Number of Canadians who want vaccination as soon as available soars: poll

Led by a big shifted among women aged 55 years and older, those who want the vaccine immediately has soared while those who prefer to wait is falling. Nationally, only 12 per cent say they won’t get vaccinated.

CNC News

While some concerns still linger, 83 per cent of people in Canada now say they plan to get vaccinated against COVID-19, while only 12 per cent say they would not, according to an Angus Reid poll released Monday. Five per cent were unsure.

Among the 83 per cent who would take the vaccine, those who say they’ll wait has plummeted from 36 per cent to 23 per cent in the past month while the number of those who want it immediately has soared from 39 per cent to 60 per cent.

The swing in opinion was particularly strong among women over 55 years of age who were surveyed, 70 per cent of whom now want the vaccine as soon as possible, slightly more than the 68 per cent support among same-aged men. A month ago, only 50 per cent of women over 55 years of age wanted an immediate vaccine while 59 per cent of older men wanted the vaccine right away.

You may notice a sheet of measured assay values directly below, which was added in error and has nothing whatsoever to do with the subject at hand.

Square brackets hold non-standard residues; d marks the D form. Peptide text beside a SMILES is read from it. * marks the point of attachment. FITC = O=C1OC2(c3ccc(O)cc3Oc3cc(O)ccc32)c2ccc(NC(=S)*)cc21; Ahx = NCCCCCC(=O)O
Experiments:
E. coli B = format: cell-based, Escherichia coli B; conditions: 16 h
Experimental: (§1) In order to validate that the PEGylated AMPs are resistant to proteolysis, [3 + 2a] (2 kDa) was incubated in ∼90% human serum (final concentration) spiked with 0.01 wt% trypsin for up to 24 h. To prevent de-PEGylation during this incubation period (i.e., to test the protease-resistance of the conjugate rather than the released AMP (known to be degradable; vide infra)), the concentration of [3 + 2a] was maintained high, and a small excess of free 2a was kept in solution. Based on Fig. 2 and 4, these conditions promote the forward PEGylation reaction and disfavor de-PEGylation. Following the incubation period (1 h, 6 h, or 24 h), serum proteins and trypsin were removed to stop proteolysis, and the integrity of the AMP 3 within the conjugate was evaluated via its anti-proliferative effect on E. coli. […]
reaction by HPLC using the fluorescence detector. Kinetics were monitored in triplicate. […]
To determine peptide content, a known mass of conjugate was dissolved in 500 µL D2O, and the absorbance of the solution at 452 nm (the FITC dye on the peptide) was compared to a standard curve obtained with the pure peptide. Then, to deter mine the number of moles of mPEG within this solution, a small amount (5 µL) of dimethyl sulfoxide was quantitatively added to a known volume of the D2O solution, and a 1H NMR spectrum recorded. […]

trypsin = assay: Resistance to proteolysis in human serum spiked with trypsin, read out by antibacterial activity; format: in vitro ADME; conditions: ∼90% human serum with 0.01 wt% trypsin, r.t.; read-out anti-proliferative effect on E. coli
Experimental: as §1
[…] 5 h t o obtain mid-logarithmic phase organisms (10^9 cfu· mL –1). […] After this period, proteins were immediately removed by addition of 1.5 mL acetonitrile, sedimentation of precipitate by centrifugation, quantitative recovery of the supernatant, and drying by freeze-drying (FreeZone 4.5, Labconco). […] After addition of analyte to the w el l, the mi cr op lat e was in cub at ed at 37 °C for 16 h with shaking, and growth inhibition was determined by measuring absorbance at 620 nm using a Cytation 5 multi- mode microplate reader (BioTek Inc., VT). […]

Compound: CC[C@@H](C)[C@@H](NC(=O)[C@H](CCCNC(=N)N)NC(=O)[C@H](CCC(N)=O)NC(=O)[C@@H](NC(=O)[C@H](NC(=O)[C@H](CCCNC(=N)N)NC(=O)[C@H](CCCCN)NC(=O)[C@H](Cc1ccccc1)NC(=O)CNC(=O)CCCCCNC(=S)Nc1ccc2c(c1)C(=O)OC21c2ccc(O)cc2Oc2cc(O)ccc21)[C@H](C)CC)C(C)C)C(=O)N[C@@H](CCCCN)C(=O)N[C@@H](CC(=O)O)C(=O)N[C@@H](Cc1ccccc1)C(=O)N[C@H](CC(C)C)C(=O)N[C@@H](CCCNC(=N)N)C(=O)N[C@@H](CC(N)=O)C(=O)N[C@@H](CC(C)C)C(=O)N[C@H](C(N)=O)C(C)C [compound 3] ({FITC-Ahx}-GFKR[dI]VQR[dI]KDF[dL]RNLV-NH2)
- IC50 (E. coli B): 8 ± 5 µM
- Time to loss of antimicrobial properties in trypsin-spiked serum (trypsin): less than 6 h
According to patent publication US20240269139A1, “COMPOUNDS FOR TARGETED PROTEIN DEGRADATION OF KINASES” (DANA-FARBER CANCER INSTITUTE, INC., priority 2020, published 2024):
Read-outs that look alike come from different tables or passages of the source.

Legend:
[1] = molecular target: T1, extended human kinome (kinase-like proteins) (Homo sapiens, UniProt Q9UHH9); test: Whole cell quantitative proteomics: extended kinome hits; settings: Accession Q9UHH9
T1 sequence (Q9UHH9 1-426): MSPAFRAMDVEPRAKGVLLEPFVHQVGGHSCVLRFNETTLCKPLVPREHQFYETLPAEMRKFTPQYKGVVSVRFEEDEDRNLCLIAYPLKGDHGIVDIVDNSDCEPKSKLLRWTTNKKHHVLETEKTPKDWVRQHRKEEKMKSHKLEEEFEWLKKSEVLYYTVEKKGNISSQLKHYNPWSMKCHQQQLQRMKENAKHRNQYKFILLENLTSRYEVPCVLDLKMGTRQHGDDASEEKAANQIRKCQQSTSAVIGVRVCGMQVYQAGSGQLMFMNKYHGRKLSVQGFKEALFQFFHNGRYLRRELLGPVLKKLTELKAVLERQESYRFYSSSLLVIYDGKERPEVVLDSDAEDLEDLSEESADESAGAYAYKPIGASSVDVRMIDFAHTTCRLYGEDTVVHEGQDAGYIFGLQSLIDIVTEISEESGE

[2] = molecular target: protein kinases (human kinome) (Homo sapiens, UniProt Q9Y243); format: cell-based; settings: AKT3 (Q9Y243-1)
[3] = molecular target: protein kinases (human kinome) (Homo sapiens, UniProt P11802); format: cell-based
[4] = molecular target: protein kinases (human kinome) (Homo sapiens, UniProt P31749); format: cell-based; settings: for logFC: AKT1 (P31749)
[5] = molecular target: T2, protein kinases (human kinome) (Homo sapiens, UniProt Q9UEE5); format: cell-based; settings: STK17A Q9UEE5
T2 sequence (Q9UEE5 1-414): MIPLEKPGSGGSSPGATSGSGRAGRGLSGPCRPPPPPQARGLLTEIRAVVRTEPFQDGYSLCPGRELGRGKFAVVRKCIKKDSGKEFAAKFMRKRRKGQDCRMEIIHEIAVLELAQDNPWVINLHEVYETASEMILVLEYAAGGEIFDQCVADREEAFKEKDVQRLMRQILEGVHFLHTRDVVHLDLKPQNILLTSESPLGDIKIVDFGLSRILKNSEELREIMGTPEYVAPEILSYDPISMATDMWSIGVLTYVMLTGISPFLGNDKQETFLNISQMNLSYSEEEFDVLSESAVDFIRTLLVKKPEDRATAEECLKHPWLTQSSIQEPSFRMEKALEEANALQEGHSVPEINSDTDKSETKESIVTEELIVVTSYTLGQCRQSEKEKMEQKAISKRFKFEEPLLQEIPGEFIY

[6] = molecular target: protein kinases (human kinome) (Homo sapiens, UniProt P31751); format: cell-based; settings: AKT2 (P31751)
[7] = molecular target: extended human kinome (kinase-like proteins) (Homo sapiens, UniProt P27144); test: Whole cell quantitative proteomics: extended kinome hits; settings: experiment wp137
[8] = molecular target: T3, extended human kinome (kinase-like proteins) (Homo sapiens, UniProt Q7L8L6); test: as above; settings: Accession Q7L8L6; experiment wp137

Opposition to vaccination was strongest in Alberta and Saskatchewan where 20 per cent and 19 per cent, respectively, said they would not get vaccinated. The desire to be vaccinated was highest in B.C., at 89 per cent, and Ontario, at 88 per cent, of those surveyed.

While the percentage of the population that must be immunized before the virus is eradicated from a society is not known with certainty, Dr. Anthony Fauci, the chief medical officer of health in the United States has recently said he believes that once about 80 per cent of a population is vaccinated the virus will die out.

The virus can live only a short time outside of a person, which is where it can replicate. If the virus cannot infect anyone because they are all immune, the pandemic will end. In the 1900s, vaccination drives eradicated smallpox and rinderpest while polio has dropped to fewer than 500 cases world-wide in an average year. Vaccines have also come very close to completely eradicating diphtheria, bacterial influenza, measles, mumps, rubella and tetanus.

Health Canada recently reported that after the first 225,000 vaccine doses were administered in Canada there were no reports of any unanticipated side-effects.

On Monday, Canada passed 17,000 deaths from the coronavirus.

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